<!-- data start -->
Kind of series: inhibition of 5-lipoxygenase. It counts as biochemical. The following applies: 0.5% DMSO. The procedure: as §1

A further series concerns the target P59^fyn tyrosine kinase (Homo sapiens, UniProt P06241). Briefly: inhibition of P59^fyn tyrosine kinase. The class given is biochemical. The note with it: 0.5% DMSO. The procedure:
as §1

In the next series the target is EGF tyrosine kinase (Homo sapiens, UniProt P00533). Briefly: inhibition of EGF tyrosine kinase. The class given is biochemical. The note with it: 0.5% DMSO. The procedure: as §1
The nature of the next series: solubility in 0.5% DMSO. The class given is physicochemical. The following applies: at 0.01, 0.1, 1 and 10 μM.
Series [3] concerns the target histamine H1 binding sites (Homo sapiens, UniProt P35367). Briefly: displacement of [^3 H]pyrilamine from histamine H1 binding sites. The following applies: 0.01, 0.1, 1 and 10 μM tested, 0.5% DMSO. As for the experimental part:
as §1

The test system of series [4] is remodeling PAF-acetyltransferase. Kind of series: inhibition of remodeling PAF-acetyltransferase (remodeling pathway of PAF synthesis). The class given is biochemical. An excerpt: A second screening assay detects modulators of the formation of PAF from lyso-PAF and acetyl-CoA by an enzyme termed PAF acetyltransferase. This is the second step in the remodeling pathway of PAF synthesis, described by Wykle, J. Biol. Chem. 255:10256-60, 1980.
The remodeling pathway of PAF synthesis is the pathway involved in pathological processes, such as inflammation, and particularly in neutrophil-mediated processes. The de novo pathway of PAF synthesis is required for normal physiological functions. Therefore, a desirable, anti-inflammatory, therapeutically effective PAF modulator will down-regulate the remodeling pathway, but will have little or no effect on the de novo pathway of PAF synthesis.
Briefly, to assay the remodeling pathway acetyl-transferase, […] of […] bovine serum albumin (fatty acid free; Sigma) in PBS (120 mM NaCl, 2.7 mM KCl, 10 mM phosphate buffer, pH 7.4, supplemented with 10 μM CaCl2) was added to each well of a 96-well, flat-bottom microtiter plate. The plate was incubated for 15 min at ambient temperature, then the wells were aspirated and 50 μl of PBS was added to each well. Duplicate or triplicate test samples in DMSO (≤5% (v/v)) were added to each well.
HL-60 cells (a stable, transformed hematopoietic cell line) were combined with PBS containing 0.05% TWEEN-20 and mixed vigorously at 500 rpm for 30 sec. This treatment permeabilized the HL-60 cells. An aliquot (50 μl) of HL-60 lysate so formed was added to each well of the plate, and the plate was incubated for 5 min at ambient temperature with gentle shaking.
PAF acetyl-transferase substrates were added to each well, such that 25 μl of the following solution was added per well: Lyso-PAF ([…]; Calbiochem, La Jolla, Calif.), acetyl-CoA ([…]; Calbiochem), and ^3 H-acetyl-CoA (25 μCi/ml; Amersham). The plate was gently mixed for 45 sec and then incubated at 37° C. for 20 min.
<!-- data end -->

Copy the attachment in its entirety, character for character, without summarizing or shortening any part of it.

Kind of series: inhibition of 5-lipoxygenase. It counts as biochemical. The following applies: 0.5% DMSO. The procedure: as §1

A further series concerns the target P59^fyn tyrosine kinase (Homo sapiens, UniProt P06241). Briefly: inhibition of P59^fyn tyrosine kinase. The class given is biochemical. The note with it: 0.5% DMSO. The procedure:
as §1

In the next series the target is EGF tyrosine kinase (Homo sapiens, UniProt P00533). Briefly: inhibition of EGF tyrosine kinase. The class given is biochemical. The note with it: 0.5% DMSO. The procedure: as §1
The nature of the next series: solubility in 0.5% DMSO. The class given is physicochemical. The following applies: at 0.01, 0.1, 1 and 10 μM.
Series [3] concerns the target histamine H1 binding sites (Homo sapiens, UniProt P35367). Briefly: displacement of [^3 H]pyrilamine from histamine H1 binding sites. The following applies: 0.01, 0.1, 1 and 10 μM tested, 0.5% DMSO. As for the experimental part:
as §1

The test system of series [4] is remodeling PAF-acetyltransferase. Kind of series: inhibition of remodeling PAF-acetyltransferase (remodeling pathway of PAF synthesis). The class given is biochemical. An excerpt: A second screening assay detects modulators of the formation of PAF from lyso-PAF and acetyl-CoA by an enzyme termed PAF acetyltransferase. This is the second step in the remodeling pathway of PAF synthesis, described by Wykle, J. Biol. Chem. 255:10256-60, 1980.
The remodeling pathway of PAF synthesis is the pathway involved in pathological processes, such as inflammation, and particularly in neutrophil-mediated processes. The de novo pathway of PAF synthesis is required for normal physiological functions. Therefore, a desirable, anti-inflammatory, therapeutically effective PAF modulator will down-regulate the remodeling pathway, but will have little or no effect on the de novo pathway of PAF synthesis.
Briefly, to assay the remodeling pathway acetyl-transferase, […] of […] bovine serum albumin (fatty acid free; Sigma) in PBS (120 mM NaCl, 2.7 mM KCl, 10 mM phosphate buffer, pH 7.4, supplemented with 10 μM CaCl2) was added to each well of a 96-well, flat-bottom microtiter plate. The plate was incubated for 15 min at ambient temperature, then the wells were aspirated and 50 μl of PBS was added to each well. Duplicate or triplicate test samples in DMSO (≤5% (v/v)) were added to each well.
HL-60 cells (a stable, transformed hematopoietic cell line) were combined with PBS containing 0.05% TWEEN-20 and mixed vigorously at 500 rpm for 30 sec. This treatment permeabilized the HL-60 cells. An aliquot (50 μl) of HL-60 lysate so formed was added to each well of the plate, and the plate was incubated for 5 min at ambient temperature with gentle shaking.
PAF acetyl-transferase substrates were added to each well, such that 25 μl of the following solution was added per well: Lyso-PAF ([…]; Calbiochem, La Jolla, Calif.), acetyl-CoA ([…]; Calbiochem), and ^3 H-acetyl-CoA (25 μCi/ml; Amersham). The plate was gently mixed for 45 sec and then incubated at 37° C. for 20 min.